In response to “Emotions, not facts, incorrectly ruled ‘Future of Food’ series” (counterpoint, Jan. 2), it should be noted that the land-grant university extension programs have been part of the distribution network for conventional agriculture technology for many decades.

You would be hard-pressed to find much research or knowledge about organic farming technology at these institutions, because they need the research funding of the Big Ag companies that have products to sell — chemicals, fertilizers, seed, equipment.

The two soil scientists who wrote the counterpoint both hold emeritus status, which means their entire careers were spent delivering knowledge based on research sponsored by Big Ag.

Don’t get me wrong — that research is good for what it is. But it’s not good for what it’s not.

It is not a comparative picture of what a mature organic farming system can deliver — that is, better average yields, more nutritional density, better soil quality and better farm profitability.

When I say “mature organic” I am referring to organic farmers who have been at it for 10 years or more. The land-grant extension programs have not embraced this alternative (or original) technology because there is nobody to pay for the research.

You believe what you believe because “everyone” believes it. It’s not their fault, but it is faulty logic. They are victims of the boiling frog syndrome, as are the vast majority of farmers.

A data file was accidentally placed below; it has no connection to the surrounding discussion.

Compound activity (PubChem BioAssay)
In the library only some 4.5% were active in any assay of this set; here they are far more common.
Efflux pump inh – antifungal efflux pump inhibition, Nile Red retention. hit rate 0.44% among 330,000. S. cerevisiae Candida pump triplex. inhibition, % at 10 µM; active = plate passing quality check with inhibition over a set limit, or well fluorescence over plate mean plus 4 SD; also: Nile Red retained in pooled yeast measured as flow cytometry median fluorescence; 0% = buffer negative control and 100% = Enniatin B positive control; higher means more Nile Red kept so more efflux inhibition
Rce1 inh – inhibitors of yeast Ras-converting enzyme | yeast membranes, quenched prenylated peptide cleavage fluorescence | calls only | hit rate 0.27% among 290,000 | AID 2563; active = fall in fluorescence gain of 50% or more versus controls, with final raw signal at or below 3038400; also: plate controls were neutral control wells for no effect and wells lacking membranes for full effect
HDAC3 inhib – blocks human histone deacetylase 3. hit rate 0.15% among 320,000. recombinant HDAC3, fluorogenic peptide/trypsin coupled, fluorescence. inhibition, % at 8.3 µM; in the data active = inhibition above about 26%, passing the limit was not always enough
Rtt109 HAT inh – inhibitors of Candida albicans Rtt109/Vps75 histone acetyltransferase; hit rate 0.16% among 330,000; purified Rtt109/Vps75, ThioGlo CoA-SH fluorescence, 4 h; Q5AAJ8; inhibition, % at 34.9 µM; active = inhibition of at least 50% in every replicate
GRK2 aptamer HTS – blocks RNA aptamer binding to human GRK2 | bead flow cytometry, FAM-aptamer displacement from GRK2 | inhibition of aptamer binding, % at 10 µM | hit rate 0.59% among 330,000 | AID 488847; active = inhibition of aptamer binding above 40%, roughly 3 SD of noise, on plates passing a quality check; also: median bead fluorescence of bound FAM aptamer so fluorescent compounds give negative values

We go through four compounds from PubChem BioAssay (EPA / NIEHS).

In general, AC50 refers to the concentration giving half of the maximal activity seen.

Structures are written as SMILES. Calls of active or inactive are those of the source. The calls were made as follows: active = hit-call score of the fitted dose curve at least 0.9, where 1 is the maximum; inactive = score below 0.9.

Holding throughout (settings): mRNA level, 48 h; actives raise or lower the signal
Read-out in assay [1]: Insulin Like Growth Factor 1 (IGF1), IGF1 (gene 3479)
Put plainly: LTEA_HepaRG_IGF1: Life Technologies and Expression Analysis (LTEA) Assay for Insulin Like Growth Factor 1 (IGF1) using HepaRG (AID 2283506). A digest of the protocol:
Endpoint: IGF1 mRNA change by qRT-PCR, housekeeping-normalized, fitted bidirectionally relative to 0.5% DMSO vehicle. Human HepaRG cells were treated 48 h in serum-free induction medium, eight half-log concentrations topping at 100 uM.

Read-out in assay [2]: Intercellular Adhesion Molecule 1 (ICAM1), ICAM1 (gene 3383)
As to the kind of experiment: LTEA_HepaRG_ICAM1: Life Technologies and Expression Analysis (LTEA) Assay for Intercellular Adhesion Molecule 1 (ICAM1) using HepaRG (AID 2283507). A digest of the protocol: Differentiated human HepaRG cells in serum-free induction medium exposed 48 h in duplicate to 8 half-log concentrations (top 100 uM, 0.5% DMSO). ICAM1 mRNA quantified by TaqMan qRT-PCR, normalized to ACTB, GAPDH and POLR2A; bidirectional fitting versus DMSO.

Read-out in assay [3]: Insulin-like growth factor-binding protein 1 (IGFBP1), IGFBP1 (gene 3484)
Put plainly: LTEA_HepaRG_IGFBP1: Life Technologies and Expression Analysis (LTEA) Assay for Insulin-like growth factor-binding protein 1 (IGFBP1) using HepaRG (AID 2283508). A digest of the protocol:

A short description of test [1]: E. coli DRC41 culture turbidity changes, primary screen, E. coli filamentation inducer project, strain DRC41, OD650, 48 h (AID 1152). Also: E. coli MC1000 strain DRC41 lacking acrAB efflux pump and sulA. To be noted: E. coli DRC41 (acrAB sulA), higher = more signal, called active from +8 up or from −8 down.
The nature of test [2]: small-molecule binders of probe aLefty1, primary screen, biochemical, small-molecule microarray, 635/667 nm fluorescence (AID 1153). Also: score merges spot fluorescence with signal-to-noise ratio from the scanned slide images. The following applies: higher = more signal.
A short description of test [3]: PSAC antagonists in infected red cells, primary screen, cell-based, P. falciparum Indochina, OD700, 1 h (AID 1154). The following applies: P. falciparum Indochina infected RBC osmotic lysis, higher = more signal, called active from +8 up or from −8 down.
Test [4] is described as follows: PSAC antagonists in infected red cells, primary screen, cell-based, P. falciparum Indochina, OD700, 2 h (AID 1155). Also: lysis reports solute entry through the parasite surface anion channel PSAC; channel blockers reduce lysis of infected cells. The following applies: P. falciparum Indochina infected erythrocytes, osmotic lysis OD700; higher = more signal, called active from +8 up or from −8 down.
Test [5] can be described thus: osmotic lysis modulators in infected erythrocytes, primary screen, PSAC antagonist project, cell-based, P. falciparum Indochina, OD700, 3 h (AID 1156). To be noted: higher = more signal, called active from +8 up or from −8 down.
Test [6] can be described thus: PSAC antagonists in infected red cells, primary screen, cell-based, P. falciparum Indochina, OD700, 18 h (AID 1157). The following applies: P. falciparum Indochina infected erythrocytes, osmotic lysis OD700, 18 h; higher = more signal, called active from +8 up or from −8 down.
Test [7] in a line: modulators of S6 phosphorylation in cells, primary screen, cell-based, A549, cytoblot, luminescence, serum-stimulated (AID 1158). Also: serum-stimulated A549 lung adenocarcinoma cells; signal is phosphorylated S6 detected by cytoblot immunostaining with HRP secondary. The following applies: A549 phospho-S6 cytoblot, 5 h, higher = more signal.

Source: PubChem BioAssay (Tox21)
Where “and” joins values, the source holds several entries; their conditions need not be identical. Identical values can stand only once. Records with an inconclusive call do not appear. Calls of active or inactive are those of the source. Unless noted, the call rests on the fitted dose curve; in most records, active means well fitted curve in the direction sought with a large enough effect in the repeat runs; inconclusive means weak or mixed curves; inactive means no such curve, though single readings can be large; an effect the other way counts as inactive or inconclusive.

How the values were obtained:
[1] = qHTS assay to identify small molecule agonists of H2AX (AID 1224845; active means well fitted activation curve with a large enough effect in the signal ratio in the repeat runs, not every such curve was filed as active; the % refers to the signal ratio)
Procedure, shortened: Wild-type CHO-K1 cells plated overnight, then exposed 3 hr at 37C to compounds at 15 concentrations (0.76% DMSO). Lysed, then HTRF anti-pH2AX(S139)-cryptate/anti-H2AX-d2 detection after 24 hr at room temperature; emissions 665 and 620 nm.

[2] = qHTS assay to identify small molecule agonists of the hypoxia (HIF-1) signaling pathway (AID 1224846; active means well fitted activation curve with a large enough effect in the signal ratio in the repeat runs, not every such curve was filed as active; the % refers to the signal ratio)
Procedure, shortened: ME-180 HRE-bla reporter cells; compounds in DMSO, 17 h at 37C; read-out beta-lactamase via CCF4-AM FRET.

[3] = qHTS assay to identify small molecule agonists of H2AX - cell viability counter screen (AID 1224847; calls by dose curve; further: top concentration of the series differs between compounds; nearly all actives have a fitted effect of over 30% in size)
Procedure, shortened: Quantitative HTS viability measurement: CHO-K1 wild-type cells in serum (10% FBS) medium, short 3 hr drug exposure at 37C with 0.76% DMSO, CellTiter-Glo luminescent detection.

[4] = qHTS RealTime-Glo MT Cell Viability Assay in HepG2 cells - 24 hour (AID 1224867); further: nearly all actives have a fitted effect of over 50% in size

If we could magically snap our fingers and have the whole world farming (mature) organically, we wouldn’t need to cultivate as many acres as we do today to feed the world of the future. Yes, I do lack the empirical data to support my claim. But I can point you toward several hundred organic farmers in our network who out-yield their conventional neighbors in both dry and wet years due to their soil health.

And they match their conventional neighbors’ yields in “average” years, whatever that means any more. And their crops are preferred by livestock feeders for nutritional density as well as by processors for superior milling qualities. And they are more profitable.

The past 24 months in the organic arena have lifted the fog from my vision after 30-plus years in the conventional agricultural business. I encourage everyone to reject the myth that we cannot feed the world organically (find more information at

In fact, I would posit that we cannot feed the world using our current system of chemical-dependent agriculture.


Eric Jackson, of Stillwater, is CEO of Pipeline Foods.